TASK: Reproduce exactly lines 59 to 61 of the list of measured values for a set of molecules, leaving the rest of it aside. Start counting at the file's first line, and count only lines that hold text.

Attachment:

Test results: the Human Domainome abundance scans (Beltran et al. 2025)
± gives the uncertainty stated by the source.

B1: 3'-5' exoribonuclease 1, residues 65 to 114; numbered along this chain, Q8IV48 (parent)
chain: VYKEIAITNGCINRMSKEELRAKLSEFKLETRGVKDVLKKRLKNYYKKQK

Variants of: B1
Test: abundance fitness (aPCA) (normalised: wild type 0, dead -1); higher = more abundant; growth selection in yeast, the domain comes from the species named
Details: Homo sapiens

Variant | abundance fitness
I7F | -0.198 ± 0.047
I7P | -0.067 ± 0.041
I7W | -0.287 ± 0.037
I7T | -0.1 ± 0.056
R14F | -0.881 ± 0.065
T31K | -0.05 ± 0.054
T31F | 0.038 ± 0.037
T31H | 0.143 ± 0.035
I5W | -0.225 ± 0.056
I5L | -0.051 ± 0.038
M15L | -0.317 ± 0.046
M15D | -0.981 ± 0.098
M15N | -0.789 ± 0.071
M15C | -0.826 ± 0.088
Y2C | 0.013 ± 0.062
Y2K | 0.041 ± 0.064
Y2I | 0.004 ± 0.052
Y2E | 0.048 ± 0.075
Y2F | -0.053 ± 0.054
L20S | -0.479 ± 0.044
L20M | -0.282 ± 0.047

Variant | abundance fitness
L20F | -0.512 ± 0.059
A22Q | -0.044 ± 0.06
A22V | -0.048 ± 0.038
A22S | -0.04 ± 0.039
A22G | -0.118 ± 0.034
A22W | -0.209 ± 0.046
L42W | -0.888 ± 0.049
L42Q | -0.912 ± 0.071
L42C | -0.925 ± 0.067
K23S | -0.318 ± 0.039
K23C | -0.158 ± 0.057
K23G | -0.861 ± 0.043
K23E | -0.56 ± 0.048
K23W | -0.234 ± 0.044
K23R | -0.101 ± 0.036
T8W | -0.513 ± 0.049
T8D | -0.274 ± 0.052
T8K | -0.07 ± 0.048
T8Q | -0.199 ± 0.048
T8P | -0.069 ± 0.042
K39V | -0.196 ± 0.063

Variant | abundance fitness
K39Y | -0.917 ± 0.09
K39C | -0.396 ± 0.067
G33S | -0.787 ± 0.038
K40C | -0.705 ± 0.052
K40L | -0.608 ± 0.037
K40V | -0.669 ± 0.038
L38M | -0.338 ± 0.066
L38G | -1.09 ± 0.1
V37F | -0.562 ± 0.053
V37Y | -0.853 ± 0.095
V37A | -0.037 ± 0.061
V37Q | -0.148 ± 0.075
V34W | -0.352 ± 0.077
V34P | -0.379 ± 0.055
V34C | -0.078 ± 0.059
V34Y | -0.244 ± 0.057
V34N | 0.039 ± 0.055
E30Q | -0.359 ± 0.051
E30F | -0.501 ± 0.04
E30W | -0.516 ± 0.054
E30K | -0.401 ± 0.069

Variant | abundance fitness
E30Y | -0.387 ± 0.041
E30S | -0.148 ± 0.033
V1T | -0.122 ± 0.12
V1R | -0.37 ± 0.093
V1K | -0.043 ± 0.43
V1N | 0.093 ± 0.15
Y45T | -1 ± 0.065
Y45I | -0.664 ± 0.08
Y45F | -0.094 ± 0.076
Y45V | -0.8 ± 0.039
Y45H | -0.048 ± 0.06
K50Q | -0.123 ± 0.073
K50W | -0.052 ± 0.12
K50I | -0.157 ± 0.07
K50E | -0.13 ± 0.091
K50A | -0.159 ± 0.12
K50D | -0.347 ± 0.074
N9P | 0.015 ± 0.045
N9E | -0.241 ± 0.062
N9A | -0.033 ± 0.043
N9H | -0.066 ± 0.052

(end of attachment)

L38M | -0.338 ± 0.066
L38G | -1.09 ± 0.1
V37F | -0.562 ± 0.053